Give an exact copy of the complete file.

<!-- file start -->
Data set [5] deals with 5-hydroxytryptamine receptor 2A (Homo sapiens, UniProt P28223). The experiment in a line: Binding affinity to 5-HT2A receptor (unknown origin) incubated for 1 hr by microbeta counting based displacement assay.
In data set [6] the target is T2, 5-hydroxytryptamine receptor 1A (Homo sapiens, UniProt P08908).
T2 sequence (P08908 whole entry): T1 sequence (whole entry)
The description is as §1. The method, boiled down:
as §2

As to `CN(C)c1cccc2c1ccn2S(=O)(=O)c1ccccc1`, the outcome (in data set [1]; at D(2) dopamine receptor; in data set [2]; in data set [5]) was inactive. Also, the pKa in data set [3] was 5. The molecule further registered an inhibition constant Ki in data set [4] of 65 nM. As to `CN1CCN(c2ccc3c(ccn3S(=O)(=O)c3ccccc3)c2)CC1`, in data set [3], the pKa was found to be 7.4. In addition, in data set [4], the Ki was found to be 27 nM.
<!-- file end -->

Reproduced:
Data set [5] deals with 5-hydroxytryptamine receptor 2A (Homo sapiens, UniProt P28223). The experiment in a line: Binding affinity to 5-HT2A receptor (unknown origin) incubated for 1 hr by microbeta counting based displacement assay.
In data set [6] the target is T2, 5-hydroxytryptamine receptor 1A (Homo sapiens, UniProt P08908).
T2 sequence (P08908 whole entry): T1 sequence (whole entry)
The description is as §1. The method, boiled down:
as §2

As to `CN(C)c1cccc2c1ccn2S(=O)(=O)c1ccccc1`, the outcome (in data set [1]; at D(2) dopamine receptor; in data set [2]; in data set [5]) was inactive. Also, the pKa in data set [3] was 5. The molecule further registered an inhibition constant Ki in data set [4] of 65 nM. As to `CN1CCN(c2ccc3c(ccn3S(=O)(=O)c3ccccc3)c2)CC1`, in data set [3], the pKa was found to be 7.4. In addition, in data set [4], the Ki was found to be 27 nM.